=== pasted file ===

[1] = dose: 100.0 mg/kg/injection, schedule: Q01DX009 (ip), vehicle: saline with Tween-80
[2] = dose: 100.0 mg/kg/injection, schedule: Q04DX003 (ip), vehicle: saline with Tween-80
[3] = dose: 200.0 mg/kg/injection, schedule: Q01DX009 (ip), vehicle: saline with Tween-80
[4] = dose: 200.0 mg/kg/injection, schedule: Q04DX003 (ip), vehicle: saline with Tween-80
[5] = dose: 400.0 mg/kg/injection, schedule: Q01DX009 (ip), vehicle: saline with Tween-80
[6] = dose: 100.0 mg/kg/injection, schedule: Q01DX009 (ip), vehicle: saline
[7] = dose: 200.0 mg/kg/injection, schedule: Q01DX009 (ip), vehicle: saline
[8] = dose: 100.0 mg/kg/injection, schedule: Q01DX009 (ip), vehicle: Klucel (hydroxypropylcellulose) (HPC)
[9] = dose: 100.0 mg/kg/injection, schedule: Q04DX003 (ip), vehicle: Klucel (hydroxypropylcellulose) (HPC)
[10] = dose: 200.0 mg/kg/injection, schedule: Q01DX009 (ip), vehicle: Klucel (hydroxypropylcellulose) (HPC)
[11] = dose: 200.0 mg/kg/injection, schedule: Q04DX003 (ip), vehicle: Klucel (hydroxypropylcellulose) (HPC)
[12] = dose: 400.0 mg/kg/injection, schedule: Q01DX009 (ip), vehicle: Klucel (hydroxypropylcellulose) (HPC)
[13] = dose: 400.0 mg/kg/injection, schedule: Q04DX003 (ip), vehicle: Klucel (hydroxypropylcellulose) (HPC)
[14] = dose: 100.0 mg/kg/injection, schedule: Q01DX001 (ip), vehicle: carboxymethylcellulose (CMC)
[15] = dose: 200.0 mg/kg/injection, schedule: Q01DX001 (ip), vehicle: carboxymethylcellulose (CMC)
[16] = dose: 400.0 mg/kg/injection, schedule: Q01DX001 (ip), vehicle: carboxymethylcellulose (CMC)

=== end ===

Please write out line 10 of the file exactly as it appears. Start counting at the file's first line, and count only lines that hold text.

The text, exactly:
[10] = dose: 200.0 mg/kg/injection, schedule: Q01DX009 (ip), vehicle: Klucel (hydroxypropylcellulose) (HPC)